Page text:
Posted on Jan 14, 2013
Here’s a discussion you can have around the dinner table, if your kids are old enough: What is marriage? Our culture is getting it wrong more often than not.
You might ask it this way, as I have done on this blog recently:
Why does marriage exist in the eyes of the law? What is it about marriage that merits that attention? That’s what you really, really need to think through.
It’s not so boys and girls can “make it” with each other without breaking some moral law.
It’s not so men and women can have shared bank accounts, at least not primarily so.
It’s not so men and women can inherit from each other without probate.
It’s not so they can share insurance benefits.
It’s not so they can visit one another in the hospital.
It’s not so they can be special friends forever.
Marriage does not exist in the eyes of the law for any of these reasons.
Marriage was not created by law, but if it had been, it surely wouldn’t have been for any of these reasons.
If your family really wants to explore the question, and if they’ve seen some of the right movies, you could offer this hint:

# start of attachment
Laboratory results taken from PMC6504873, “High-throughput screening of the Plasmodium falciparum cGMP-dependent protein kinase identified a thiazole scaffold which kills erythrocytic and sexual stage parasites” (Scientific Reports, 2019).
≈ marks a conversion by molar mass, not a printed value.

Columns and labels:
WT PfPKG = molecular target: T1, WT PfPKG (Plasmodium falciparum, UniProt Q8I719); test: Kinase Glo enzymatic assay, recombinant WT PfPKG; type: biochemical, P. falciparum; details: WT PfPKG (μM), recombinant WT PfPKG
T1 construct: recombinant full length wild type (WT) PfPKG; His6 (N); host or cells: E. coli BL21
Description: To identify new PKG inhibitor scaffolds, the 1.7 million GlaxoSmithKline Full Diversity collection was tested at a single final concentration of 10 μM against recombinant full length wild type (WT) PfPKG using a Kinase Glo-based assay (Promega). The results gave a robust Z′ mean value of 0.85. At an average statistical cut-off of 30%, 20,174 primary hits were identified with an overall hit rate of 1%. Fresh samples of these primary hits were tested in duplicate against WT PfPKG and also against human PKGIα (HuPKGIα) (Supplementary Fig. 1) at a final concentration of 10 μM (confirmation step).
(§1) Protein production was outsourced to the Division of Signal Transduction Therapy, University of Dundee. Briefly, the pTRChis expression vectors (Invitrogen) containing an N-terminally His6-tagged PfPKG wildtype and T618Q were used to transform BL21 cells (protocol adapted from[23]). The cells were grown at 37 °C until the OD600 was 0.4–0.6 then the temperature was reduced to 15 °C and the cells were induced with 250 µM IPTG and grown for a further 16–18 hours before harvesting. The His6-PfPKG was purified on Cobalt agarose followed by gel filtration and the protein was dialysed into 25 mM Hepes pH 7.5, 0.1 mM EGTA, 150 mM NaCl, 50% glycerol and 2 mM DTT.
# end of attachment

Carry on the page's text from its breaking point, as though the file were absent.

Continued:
Do you remember those old Westerns when the dad pointed a shotgun at the cowboy and forced him to marry his daughter? I certainly don’t commend that practice, yet I find something instructive in it. Why did the dad want this misbehavin’ ranch hand for a son-in-law? What good was that?
There’s a common sense answer to that question, and it can help lead to an understanding of what marriage is all about.
But not quite yet: for that practice has faded into dim black-and-white movie memory. Where did it go? Did it disappear from our society just because we’re not prone to committing assault with firearms anymore? Maybe partly, but that’s not the whole answer. There’s another reason that to my mind stands out even more strongly than that.
Put all this together and it might help clarify why marriage matters.